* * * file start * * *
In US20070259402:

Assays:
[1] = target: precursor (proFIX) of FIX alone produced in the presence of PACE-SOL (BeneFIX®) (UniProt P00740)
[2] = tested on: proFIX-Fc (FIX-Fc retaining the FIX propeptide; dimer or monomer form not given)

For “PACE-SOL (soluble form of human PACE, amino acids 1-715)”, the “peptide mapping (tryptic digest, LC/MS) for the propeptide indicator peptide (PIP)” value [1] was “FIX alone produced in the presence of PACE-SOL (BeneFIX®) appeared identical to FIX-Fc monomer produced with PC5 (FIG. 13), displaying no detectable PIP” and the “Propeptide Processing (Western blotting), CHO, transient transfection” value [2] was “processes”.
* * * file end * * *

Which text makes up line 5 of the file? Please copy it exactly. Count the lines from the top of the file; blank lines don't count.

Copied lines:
For “PACE-SOL (soluble form of human PACE, amino acids 1-715)”, the “peptide mapping (tryptic digest, LC/MS) for the propeptide indicator peptide (PIP)” value [1] was “FIX alone produced in the presence of PACE-SOL (BeneFIX®) appeared identical to FIX-Fc monomer produced with PC5 (FIG. 13), displaying no detectable PIP” and the “Propeptide Processing (Western blotting), CHO, transient transfection” value [2] was “processes”.